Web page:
Wall Street Journal 14th June 2007

"Why Bhutto and the Elites Hate Musharraf"
 
Readers of Benazir Bhutto's commentary ("Democracy for Pakistan," editorial page, June 8)
who are unfamiliar with Pakistan's history need to be aware of certain facts:

1.       As prime minister of Pakistan, Ms. Bhutto proved to be one of the most incompetent leaders in the history of South Asia and was dismissed in November 1996 by Pakistan's president for what he called her regime's "nepotism, corruption" and "mismanagement." During her chaotic administration in the mid-1990s scores of people were being murdered in the streets of Karachi every day.

2.       Her return to power, or that of her Pakistani People's Party, would almost certainly trigger a return to anarchy and open the door to a Taliban-style fundamentalist coup. Ms. Bhutto dismisses this possibility as "nonsense," asserting that "more than two-thirds of Pakistanis are distinctly moderate" in their religious views.

The same appeared true of Iranians in 1979 as well. But when Iranian liberals and human rights activists convinced the U.S. to withdraw support from the shah, just as today's Pakistani liberals are urging us to do to Gen. Musharraf, the result was Ayatollah Khomeini.

Khomeini's Tehran successors would do anything to bring a similar radical Islamic republic to power across the border in Pakistan -- especially if it meant gaining access to Pakistan's nuclear weapons.

3.       The current hatred of Gen. Musharraf has little to do with the nature of his government. His real "crime" is that he is a Muhajir, the son of one of millions of Indian Muslims who fled to Pakistan during partition in 1947. Although it was Muhajirs who agitated for the creation of Pakistan in the first place, many native Pakistanis view them with contempt and treat them as third-class citizens.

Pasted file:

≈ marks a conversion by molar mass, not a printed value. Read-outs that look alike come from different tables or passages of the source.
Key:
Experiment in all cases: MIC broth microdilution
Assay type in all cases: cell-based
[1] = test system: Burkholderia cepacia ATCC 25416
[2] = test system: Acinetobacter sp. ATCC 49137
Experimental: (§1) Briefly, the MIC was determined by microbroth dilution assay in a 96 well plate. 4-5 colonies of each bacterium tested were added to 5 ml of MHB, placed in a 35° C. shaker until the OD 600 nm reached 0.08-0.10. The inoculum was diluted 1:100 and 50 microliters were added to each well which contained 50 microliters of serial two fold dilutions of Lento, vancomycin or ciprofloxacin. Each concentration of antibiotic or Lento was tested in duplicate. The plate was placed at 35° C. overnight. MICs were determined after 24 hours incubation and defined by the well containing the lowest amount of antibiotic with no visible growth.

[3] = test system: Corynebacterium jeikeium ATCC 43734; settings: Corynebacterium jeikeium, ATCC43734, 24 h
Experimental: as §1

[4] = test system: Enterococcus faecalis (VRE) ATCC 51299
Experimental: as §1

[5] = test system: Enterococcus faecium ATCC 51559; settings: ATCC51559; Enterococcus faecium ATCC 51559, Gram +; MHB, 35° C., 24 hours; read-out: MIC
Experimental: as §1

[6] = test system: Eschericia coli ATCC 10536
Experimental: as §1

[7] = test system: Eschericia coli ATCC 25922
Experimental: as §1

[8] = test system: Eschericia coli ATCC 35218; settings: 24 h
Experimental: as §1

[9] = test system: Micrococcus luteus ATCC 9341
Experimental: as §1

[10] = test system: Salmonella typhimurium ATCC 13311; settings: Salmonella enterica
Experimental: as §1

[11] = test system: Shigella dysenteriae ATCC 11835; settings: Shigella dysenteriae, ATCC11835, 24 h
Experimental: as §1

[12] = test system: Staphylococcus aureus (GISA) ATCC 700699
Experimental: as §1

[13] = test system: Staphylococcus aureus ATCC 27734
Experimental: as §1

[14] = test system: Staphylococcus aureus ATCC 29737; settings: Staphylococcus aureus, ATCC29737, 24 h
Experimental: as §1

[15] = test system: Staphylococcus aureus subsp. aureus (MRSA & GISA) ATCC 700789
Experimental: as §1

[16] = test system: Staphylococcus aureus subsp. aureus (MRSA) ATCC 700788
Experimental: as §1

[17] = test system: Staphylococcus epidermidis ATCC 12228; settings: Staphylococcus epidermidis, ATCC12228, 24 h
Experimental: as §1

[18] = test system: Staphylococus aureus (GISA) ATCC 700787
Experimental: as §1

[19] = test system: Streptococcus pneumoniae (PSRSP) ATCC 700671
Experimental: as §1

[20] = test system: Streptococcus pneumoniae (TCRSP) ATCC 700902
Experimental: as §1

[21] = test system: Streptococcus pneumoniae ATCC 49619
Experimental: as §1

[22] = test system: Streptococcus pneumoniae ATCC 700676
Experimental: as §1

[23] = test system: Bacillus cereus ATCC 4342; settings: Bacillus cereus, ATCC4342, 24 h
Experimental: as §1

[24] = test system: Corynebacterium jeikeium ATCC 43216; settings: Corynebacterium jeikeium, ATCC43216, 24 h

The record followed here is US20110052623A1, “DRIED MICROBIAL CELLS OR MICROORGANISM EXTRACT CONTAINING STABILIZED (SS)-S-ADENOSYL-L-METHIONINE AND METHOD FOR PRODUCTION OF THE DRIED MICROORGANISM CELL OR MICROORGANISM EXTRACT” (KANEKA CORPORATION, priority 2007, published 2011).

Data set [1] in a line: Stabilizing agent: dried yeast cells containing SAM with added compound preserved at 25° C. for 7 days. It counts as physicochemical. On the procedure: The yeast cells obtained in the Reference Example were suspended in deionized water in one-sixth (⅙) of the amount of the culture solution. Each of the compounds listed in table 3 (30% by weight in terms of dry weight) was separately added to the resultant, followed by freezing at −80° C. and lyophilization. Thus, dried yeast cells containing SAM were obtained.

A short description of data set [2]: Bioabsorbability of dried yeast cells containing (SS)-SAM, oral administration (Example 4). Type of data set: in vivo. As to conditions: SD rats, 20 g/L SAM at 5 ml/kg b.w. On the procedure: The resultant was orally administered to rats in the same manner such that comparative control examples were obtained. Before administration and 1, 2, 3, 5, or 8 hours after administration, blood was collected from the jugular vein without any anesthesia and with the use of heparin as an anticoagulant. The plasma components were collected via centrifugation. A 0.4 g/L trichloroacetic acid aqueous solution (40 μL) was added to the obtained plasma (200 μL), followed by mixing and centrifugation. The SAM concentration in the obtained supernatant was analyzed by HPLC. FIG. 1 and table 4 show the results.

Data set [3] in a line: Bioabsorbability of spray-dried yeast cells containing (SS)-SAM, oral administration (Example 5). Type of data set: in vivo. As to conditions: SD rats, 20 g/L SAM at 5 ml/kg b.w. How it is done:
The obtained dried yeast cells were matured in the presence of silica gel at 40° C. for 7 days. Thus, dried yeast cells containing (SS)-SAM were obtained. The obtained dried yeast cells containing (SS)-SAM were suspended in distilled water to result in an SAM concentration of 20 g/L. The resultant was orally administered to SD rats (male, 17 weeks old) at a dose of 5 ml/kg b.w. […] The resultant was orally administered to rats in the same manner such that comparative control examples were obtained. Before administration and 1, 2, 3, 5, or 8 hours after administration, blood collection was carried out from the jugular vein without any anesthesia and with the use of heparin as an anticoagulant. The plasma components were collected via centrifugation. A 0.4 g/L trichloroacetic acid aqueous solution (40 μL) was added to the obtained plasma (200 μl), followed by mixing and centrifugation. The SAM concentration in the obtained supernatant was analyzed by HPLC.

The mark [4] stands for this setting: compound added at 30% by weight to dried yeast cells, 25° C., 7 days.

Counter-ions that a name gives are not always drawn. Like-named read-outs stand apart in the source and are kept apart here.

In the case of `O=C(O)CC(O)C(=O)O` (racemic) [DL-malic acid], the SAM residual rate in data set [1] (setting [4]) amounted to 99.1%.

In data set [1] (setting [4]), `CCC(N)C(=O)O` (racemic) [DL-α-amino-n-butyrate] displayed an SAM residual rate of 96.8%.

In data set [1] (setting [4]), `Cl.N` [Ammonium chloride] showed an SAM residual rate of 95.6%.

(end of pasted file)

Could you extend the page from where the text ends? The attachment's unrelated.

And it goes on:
Ms. Bhutto herself, as prime minister in the summer of 1995, referred to Pakistan's Muhajirs as "rats" and said they had "bad blood." In an interview with India Today, a Muhajir spokesman responded that "we have bad blood; it was this blood that built this country."

Even for Western-educated Pakistanis like Ms. Bhutto (the scion of an elite Sindhi family), the sight of a common Muhajir like Gen. Musharraf as Pakistan's supreme power holder is intolerable. Pushing for his fall has little to do with "a return to democracy." It is far more a matter of restoring Pakistan's equivalent of Jim Crow.

4.       Gen. Musharraf has not only been a good ally for America, he has been good for Pakistan: Per-capita wealth and income have advanced significantly; tensions with India over Kashmir, which at one point in 1999 led Pakistan to the brink of nuclear war, have eased. At considerable risk to himself, Gen. Musharraf has tried to rein in the forces of jihadism and end foreign support for fundamentalist madrassas.

His regime has hardly been perfect. However, compared with the Maliki government in Iraq, its record is impressive, especially in fostering a safe, relatively open and secular Pakistan. Yet it is precisely that Pakistan that the country's liberal elites now want to put at risk, thanks to their hatred of Gen. Musharraf. Ms. Bhutto's column is not only an exercise in hypocrisy, it is a display of short-sightedness on a massive and tragic scale.

Arthur Herman
Charlottesville, Va.

(Mr. Herman is completing a full-length study of Gandhi and Churchill, which will be published by Bantam Dell in 2008.)